and are ignored by Verilog.
 A question mark “?” is the alternative
  for z in the context of numbers.
3.1.5 Strings
 A string is sequence of characters,
  enclosed by double quotes
 The restriction on a string is that it
  must be contained on single line.
 Strings are treated as a sequence of
  one-byte ASCII values.
3.1.6 Identifiers and Keywords
 Keywords are special identifiers reserved to define the
  language constructs.
 Keywords are in lowercase.
 Identifiers are names given to objects so that they
  can be referenced in the design.
 Identifiers are made up of alphanumeric characters,
  the underscore (_), or the dollar sign ($).
 Identifiers are case sensitive.
 Identifiers start with an alphabetic character or an
  underscore.
 They can not start with a digit or a $ sign.
3.1.7 Escaped Identifiers
 Escaped identifiers begin with the
  backslash (\) character and end with
  whitespace (space, tab, or newline).
 Any printable ASCII character can be
  included in escaped identifiers.
3.2 Data Types
 This section discusses the data types
  used in Verilog.
3.2.1 Value Set
 Verilog supports four values and eight
  strengths to model the functionality
  of real hardware.
 The four values are listed in Table 3-1
Value Set (cont:)
 In addition to logic values, strength
  levels are often used to resolve
  conflicts between drivers of different
  strengths in digital circuits.
 Value levels 0 and 1 can have
  strength levels listed in Table 3-2.
Table 3-2 Strength levels
3.2.2 Nets
 Nets represent connections between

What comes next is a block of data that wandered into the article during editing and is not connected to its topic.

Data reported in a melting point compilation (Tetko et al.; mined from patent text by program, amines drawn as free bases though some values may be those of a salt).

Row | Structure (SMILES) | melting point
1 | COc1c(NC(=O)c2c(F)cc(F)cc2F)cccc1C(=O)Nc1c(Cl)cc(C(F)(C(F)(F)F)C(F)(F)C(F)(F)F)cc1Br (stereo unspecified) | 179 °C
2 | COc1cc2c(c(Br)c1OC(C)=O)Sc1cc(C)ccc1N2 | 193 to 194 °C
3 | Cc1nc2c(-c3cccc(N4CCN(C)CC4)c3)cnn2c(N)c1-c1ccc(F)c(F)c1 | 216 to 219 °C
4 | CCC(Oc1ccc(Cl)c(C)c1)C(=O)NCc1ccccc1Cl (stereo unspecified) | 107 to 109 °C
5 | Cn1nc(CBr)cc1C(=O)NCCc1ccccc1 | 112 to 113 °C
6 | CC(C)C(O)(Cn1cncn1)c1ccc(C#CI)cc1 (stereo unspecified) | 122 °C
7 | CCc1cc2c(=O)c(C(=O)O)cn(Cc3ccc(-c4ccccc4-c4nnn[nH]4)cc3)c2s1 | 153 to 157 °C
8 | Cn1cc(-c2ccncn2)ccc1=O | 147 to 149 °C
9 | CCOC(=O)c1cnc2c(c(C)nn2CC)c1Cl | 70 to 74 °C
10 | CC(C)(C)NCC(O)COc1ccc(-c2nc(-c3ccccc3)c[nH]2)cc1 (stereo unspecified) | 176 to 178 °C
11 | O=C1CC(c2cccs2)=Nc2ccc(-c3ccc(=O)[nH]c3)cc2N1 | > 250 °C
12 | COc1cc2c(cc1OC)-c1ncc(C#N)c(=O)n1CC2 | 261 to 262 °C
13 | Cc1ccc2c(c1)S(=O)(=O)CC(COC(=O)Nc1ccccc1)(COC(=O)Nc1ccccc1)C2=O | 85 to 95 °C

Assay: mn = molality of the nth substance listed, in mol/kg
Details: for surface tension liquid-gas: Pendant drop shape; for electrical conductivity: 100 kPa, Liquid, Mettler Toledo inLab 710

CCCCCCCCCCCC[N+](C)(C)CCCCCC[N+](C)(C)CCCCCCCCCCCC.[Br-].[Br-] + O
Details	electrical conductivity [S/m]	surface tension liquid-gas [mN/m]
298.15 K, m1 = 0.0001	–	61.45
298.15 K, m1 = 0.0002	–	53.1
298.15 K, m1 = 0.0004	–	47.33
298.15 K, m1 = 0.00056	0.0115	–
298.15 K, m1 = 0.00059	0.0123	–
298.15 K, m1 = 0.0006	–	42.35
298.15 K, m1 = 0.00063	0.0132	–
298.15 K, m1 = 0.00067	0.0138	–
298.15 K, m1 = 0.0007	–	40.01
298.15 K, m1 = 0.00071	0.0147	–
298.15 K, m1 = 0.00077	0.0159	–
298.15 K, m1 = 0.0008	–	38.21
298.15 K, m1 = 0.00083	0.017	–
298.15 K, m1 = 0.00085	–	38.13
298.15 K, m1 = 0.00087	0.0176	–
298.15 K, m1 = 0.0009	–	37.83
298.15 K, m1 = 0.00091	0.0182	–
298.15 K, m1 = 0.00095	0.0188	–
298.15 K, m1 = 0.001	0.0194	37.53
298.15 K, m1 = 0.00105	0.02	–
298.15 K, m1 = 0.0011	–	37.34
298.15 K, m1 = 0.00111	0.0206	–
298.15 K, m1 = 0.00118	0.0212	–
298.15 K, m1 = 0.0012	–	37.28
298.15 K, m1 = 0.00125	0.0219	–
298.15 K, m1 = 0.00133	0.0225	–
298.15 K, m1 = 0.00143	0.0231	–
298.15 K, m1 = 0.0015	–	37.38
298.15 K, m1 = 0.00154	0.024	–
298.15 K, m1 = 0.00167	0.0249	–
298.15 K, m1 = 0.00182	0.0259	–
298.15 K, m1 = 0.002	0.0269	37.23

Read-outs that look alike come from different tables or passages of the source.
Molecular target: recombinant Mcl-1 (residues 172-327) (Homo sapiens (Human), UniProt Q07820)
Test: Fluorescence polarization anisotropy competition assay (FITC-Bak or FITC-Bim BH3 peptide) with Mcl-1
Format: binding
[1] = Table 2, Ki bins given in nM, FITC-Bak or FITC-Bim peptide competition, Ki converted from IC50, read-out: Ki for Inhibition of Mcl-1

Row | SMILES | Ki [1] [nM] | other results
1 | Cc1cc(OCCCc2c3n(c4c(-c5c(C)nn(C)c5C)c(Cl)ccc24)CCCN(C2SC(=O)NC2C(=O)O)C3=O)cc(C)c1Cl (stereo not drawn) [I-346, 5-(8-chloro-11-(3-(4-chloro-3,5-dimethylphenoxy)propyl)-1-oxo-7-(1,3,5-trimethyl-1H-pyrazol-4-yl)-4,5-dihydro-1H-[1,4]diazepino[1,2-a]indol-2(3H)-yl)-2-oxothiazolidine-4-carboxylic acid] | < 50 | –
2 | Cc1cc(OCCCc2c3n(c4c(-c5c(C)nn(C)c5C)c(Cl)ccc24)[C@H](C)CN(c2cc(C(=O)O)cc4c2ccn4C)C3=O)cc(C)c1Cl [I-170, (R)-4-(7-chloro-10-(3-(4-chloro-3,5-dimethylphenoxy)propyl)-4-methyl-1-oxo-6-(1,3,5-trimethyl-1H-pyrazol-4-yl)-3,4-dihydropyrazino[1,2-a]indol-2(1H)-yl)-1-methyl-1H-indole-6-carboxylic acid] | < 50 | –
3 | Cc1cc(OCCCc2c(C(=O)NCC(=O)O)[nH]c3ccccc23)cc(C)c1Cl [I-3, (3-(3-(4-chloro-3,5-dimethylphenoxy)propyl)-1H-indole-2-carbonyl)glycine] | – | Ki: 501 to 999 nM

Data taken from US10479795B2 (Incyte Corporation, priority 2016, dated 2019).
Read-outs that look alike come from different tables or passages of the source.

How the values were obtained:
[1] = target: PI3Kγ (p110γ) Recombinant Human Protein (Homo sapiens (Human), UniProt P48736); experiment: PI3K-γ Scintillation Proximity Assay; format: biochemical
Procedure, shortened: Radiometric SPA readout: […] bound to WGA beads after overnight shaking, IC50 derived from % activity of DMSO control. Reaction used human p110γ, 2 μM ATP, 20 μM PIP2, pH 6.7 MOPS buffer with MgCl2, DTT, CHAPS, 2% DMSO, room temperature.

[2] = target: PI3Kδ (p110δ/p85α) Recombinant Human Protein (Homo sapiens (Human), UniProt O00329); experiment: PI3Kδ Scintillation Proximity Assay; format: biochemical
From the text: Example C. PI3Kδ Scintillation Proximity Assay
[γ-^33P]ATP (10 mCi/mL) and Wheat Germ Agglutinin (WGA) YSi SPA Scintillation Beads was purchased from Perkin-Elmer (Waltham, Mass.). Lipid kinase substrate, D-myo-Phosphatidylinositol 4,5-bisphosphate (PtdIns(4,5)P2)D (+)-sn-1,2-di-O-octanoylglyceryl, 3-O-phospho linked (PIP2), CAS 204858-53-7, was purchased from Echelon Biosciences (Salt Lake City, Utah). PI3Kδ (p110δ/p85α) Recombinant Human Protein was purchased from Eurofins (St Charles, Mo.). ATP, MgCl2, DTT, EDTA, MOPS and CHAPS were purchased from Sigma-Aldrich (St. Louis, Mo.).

hardware elements.
 In Fig: net a is connected to the
  output of and gate gl.
 Net a will continuously assume the
  value computed at the o/p of gate gl,
  which is b&c.
Nets (cont:)
 Nets are declared with the keyword wire.
 Nets are one-bit values by default, unless they are
  declared explicitly as vectors.
 The default value of net is z (except trireg net, which
  defaults to x).
 Net get the o/p value of their drivers.
 If a net has no driver, it gets the value z.
 Net represents a class of data types such as wire,
  wand, wor, tri, triand, trior, trireg, etc.
 The wire declaration is used most frequently.
Nets (cont:)
3.2.3 Registers
 In Verilog, the term register merely means a variable
  that can hold a value.
 Unlike net, a register does not need a driver.
 Verilog registers do not need a clock as hardware
  registers do.
 Values of registers can be changed anytime in a
  simulation by assigning a new value to the register.
 Register data types are commonly declared by the
  keyword reg.
 The default value for a reg data type is x.
 Example 3-1 shows how registers are used.
 Registers can also be declared as signed variables.
 Such registers can be used for signed arithmetic.
Registers (cont:)
3.2.4 Vectors
 Nets or reg data types can be declared as
  vectors (multiple bit widths).
 If bit width is not specified, the default is
  scalar (1-bit).
 Vectors can be declared at
  [high#: low#] or [low# : high#].
 But the left number in the squared brackets
  is always the MSB of the vector.
 In example, bit 0 is the MSB of the vector
  virtual_adder.